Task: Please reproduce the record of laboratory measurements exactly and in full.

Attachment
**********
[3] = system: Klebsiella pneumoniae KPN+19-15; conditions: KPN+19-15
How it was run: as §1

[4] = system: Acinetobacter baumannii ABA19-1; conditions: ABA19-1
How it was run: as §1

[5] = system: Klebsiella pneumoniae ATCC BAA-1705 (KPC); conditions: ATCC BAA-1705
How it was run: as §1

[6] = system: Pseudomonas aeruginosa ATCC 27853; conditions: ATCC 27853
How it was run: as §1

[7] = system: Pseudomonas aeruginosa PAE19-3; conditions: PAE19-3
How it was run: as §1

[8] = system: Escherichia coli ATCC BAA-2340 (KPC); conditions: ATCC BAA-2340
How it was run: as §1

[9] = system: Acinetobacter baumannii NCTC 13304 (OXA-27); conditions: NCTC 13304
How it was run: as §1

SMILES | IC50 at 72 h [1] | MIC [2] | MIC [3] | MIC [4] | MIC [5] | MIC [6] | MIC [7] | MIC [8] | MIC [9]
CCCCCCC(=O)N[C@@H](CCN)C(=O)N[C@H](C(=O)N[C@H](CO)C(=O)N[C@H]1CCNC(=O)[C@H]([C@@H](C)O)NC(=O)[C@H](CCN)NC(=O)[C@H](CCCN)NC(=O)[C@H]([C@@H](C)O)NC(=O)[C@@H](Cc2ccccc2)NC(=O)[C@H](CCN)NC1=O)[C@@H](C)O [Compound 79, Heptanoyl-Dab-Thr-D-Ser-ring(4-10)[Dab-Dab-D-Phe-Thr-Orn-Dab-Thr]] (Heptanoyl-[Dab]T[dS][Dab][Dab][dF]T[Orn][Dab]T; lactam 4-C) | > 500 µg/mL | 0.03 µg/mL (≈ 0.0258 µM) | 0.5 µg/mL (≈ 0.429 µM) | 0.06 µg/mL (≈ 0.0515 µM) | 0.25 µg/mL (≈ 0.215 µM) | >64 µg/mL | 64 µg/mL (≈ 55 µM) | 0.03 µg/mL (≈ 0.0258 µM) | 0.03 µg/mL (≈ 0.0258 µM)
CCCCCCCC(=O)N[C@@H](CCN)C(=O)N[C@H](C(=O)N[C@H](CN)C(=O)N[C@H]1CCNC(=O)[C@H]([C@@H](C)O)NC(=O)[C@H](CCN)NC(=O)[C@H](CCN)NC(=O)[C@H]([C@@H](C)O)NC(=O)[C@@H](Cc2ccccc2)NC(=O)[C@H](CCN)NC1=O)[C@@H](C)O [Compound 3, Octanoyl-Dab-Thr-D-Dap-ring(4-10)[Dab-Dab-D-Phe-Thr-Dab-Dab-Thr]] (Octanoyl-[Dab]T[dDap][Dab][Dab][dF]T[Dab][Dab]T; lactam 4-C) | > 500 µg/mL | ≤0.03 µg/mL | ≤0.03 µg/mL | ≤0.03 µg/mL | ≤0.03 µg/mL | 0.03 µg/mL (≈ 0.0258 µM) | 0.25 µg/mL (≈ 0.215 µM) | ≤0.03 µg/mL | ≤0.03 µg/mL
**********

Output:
[3] = system: Klebsiella pneumoniae KPN+19-15; conditions: KPN+19-15
How it was run: as §1

[4] = system: Acinetobacter baumannii ABA19-1; conditions: ABA19-1
How it was run: as §1

[5] = system: Klebsiella pneumoniae ATCC BAA-1705 (KPC); conditions: ATCC BAA-1705
How it was run: as §1

[6] = system: Pseudomonas aeruginosa ATCC 27853; conditions: ATCC 27853
How it was run: as §1

[7] = system: Pseudomonas aeruginosa PAE19-3; conditions: PAE19-3
How it was run: as §1

[8] = system: Escherichia coli ATCC BAA-2340 (KPC); conditions: ATCC BAA-2340
How it was run: as §1

[9] = system: Acinetobacter baumannii NCTC 13304 (OXA-27); conditions: NCTC 13304
How it was run: as §1

SMILES | IC50 at 72 h [1] | MIC [2] | MIC [3] | MIC [4] | MIC [5] | MIC [6] | MIC [7] | MIC [8] | MIC [9]
CCCCCCC(=O)N[C@@H](CCN)C(=O)N[C@H](C(=O)N[C@H](CO)C(=O)N[C@H]1CCNC(=O)[C@H]([C@@H](C)O)NC(=O)[C@H](CCN)NC(=O)[C@H](CCCN)NC(=O)[C@H]([C@@H](C)O)NC(=O)[C@@H](Cc2ccccc2)NC(=O)[C@H](CCN)NC1=O)[C@@H](C)O [Compound 79, Heptanoyl-Dab-Thr-D-Ser-ring(4-10)[Dab-Dab-D-Phe-Thr-Orn-Dab-Thr]] (Heptanoyl-[Dab]T[dS][Dab][Dab][dF]T[Orn][Dab]T; lactam 4-C) | > 500 µg/mL | 0.03 µg/mL (≈ 0.0258 µM) | 0.5 µg/mL (≈ 0.429 µM) | 0.06 µg/mL (≈ 0.0515 µM) | 0.25 µg/mL (≈ 0.215 µM) | >64 µg/mL | 64 µg/mL (≈ 55 µM) | 0.03 µg/mL (≈ 0.0258 µM) | 0.03 µg/mL (≈ 0.0258 µM)
CCCCCCCC(=O)N[C@@H](CCN)C(=O)N[C@H](C(=O)N[C@H](CN)C(=O)N[C@H]1CCNC(=O)[C@H]([C@@H](C)O)NC(=O)[C@H](CCN)NC(=O)[C@H](CCN)NC(=O)[C@H]([C@@H](C)O)NC(=O)[C@@H](Cc2ccccc2)NC(=O)[C@H](CCN)NC1=O)[C@@H](C)O [Compound 3, Octanoyl-Dab-Thr-D-Dap-ring(4-10)[Dab-Dab-D-Phe-Thr-Dab-Dab-Thr]] (Octanoyl-[Dab]T[dDap][Dab][Dab][dF]T[Dab][Dab]T; lactam 4-C) | > 500 µg/mL | ≤0.03 µg/mL | ≤0.03 µg/mL | ≤0.03 µg/mL | ≤0.03 µg/mL | 0.03 µg/mL (≈ 0.0258 µM) | 0.25 µg/mL (≈ 0.215 µM) | ≤0.03 µg/mL | ≤0.03 µg/mL